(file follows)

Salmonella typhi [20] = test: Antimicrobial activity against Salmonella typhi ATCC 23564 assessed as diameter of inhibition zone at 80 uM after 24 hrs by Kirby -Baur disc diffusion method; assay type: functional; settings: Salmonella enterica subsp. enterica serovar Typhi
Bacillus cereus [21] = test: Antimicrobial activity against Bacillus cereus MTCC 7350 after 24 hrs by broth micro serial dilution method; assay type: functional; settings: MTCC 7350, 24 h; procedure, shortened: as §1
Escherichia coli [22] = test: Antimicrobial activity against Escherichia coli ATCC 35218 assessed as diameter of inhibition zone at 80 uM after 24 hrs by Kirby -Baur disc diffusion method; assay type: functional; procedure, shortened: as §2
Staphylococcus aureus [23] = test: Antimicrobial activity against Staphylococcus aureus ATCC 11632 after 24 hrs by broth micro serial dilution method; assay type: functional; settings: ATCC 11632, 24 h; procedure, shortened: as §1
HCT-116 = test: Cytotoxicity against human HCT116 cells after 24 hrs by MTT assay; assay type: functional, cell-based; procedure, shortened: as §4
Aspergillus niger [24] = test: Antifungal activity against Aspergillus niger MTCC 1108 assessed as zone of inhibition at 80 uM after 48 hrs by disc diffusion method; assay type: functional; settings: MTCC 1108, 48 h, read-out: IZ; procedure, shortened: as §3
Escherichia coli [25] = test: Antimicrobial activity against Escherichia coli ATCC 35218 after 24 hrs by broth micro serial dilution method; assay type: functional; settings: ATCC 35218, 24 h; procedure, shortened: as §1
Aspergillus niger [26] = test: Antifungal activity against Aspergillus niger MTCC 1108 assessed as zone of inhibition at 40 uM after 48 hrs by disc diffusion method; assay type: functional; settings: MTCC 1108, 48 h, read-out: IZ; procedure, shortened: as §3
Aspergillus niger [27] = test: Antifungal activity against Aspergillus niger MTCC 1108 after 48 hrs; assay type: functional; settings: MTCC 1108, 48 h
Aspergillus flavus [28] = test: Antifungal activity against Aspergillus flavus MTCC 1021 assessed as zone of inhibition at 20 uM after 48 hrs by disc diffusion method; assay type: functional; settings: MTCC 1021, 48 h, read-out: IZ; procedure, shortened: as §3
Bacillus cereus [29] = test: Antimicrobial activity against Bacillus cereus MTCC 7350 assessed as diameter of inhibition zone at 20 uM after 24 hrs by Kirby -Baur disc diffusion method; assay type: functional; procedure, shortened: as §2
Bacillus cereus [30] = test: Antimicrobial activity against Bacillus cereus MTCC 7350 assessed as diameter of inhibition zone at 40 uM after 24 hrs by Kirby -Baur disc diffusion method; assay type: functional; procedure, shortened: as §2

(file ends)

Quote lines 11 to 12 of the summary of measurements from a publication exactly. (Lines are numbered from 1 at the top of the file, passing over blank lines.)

Bacillus cereus [29] = test: Antimicrobial activity against Bacillus cereus MTCC 7350 assessed as diameter of inhibition zone at 20 uM after 24 hrs by Kirby -Baur disc diffusion method; assay type: functional; procedure, shortened: as §2
Bacillus cereus [30] = test: Antimicrobial activity against Bacillus cereus MTCC 7350 assessed as diameter of inhibition zone at 40 uM after 24 hrs by Kirby -Baur disc diffusion method; assay type: functional; procedure, shortened: as §2